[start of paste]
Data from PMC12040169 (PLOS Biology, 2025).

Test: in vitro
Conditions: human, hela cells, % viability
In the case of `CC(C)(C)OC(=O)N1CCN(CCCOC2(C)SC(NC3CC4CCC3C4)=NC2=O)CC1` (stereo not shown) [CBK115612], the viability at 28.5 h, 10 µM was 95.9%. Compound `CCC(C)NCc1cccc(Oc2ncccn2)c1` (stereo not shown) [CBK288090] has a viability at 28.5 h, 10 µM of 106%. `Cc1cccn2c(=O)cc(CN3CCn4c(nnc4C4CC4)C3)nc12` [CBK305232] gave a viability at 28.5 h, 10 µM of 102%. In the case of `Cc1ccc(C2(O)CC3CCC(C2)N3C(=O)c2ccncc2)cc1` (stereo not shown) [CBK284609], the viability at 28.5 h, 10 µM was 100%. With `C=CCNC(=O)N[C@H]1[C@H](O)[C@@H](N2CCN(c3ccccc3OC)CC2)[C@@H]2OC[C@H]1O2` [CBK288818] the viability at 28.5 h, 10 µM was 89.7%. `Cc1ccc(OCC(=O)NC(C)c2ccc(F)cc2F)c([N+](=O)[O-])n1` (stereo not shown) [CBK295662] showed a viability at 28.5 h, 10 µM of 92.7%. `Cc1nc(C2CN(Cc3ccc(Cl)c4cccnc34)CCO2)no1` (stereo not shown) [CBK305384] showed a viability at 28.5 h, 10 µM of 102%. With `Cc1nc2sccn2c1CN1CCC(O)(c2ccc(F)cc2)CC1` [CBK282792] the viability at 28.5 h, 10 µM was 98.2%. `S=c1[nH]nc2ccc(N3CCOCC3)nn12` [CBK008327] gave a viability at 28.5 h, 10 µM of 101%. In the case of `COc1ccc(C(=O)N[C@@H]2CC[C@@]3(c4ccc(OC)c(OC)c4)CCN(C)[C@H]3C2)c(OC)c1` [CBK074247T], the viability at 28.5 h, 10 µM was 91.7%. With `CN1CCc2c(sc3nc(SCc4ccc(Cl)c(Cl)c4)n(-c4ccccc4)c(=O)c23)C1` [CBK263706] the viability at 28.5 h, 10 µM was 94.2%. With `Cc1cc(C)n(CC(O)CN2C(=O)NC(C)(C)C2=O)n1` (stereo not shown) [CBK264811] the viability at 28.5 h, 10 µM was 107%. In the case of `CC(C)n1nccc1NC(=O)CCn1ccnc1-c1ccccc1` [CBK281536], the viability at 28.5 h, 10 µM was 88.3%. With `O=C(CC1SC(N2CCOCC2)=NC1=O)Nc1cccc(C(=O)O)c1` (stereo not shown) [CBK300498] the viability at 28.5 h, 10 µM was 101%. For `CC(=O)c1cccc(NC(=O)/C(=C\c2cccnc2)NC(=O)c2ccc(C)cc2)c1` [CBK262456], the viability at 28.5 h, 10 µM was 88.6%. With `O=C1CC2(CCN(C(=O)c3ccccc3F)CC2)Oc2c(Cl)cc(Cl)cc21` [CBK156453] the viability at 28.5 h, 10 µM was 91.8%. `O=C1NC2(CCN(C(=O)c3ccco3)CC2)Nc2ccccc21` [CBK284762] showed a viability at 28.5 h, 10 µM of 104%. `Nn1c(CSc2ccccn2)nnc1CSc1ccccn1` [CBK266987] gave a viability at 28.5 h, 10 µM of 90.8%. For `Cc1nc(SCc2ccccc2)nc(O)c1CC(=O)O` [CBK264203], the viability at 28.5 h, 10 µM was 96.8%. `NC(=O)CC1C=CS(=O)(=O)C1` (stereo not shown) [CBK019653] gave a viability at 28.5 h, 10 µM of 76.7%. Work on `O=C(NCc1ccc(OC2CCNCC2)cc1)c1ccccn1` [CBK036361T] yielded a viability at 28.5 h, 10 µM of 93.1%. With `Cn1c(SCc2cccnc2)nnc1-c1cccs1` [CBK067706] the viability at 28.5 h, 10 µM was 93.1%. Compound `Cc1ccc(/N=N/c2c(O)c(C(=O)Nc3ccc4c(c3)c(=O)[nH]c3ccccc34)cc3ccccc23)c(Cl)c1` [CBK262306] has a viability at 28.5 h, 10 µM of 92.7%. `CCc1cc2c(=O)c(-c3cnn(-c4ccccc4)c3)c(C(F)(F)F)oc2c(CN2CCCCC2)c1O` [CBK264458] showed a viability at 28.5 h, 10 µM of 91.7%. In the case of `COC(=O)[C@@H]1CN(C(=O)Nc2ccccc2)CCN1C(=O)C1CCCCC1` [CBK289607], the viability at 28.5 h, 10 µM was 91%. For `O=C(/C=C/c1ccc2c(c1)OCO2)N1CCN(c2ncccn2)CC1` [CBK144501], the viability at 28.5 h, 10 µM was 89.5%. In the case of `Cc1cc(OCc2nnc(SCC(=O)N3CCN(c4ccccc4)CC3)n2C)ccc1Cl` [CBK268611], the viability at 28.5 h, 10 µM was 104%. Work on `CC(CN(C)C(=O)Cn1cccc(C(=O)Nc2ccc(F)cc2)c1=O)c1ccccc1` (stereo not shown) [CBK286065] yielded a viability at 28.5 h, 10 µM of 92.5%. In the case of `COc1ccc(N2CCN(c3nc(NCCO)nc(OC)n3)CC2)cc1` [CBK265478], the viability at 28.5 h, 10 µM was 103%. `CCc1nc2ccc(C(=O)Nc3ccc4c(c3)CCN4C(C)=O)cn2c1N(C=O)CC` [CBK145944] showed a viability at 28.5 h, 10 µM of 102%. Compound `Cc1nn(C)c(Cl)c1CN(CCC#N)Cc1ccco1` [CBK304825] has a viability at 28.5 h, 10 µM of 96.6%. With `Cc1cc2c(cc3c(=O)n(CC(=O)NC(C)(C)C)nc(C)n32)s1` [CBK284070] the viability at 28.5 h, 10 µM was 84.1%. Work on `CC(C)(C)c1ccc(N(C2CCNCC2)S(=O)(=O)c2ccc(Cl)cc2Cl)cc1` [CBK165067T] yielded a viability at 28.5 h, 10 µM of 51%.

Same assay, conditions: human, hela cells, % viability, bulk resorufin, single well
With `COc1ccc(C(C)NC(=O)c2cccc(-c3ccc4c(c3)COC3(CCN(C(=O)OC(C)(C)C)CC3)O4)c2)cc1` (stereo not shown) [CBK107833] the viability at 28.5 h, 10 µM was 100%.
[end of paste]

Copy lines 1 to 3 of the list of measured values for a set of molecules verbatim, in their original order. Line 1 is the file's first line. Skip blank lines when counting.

Data from PMC12040169 (PLOS Biology, 2025).

Test: in vitro
Conditions: human, hela cells, % viability